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A recent statistic shows that in the next seven years, the employment rate of security analysts will rise 37% in the U.S. Security hiring in general can be challenging, so how should organizations go about filling these specialized roles? Where can we look for this security talent?
According to a study from the U.S. Department of Labor, by 2022 the demand for security industry professionals will grow 37%. Throwing additional resources at a problem does not necessarily address or remediate it. Putting more border patrol on borders, more DEA agents to fight the war on drugs or more security guards surrounding critical infrastructures are typically reactionary nostrums.
The question remains, how can enterprises find security professionals to meet this demand? Security professionals need to have strong technical skills in information security, be well-versed in security monitoring and alert systems, have competent incident response program experience, be knowledgeable in the deployment of a risk based security program, and have experience in the deployment of next generation integrated security tools such as UTMand NGFWs.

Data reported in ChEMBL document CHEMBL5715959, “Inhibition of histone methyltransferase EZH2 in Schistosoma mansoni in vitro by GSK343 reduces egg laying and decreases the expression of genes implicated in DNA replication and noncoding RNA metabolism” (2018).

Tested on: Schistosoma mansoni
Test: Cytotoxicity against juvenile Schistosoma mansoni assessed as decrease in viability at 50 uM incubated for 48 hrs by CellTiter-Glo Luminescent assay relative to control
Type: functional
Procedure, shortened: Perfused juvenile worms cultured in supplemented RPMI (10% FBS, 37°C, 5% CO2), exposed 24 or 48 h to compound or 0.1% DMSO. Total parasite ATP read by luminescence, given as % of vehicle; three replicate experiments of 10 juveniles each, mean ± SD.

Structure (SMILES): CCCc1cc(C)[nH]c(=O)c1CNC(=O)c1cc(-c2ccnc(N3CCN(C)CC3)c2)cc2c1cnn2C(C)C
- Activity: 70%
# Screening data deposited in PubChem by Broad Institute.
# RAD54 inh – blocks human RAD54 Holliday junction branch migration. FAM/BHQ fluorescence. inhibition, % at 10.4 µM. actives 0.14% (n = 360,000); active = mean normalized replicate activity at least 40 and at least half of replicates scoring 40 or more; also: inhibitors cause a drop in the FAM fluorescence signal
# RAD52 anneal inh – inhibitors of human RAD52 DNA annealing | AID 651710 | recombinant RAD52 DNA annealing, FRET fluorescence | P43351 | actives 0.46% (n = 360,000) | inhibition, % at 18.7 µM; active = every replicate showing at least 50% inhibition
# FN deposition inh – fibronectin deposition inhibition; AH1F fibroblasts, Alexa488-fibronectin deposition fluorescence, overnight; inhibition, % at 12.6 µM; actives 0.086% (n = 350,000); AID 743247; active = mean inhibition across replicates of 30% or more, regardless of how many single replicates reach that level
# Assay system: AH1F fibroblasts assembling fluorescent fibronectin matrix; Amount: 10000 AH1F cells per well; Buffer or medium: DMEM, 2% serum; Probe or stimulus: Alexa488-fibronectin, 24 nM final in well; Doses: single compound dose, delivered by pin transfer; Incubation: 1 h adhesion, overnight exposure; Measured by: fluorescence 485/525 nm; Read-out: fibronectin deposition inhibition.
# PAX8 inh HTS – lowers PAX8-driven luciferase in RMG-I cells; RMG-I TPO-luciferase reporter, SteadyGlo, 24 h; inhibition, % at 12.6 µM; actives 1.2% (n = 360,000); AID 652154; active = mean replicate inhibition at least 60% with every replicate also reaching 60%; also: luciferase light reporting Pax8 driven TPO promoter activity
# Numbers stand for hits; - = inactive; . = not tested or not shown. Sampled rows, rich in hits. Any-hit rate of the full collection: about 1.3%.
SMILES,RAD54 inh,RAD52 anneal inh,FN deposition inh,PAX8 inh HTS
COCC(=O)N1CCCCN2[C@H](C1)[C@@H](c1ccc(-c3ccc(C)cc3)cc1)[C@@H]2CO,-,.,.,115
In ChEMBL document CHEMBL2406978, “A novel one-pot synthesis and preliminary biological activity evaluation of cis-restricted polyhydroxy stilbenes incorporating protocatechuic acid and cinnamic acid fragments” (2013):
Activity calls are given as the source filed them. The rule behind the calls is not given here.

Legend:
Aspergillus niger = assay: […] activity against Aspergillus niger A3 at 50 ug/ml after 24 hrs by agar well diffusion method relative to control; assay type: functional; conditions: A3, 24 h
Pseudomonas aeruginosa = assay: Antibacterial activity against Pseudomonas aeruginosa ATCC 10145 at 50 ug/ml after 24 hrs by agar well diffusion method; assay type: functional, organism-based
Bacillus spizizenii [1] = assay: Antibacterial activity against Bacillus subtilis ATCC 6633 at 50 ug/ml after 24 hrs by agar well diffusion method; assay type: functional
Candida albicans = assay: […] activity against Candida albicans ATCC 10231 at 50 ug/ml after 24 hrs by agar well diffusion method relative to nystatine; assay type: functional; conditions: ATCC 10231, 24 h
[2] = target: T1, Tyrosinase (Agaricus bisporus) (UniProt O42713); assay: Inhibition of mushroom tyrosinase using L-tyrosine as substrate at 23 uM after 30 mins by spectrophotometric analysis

So where can someone find information security professionals with the appropriate skill sets? There are numerous resources. One is LinkedIn where searches can be made by region, industry and title. Other resources include professional organizations such as ISSA, ISC2, ISACA, SANS and HTCIA. Each of these has certification programs such as CISSP, CISM or GSEC, and has resources for posting or announcing your interest in candidates. Local universities with degrees in technology, CIS and possibly information security are also good candidates; however they typically lack the experience requirements. Professional recruiters are also an obvious choice.
Possessing a certification does not guarantee the security professional has the skills needed for the job, but it does lay the foundation for the Common Body of Knowledge required. Subject matter experts (SMEs) can be hired based on the present need, but information security professionals today -- who are typically jack-of-all-trades in information security -- should strive to be an SME of at least one specialty.
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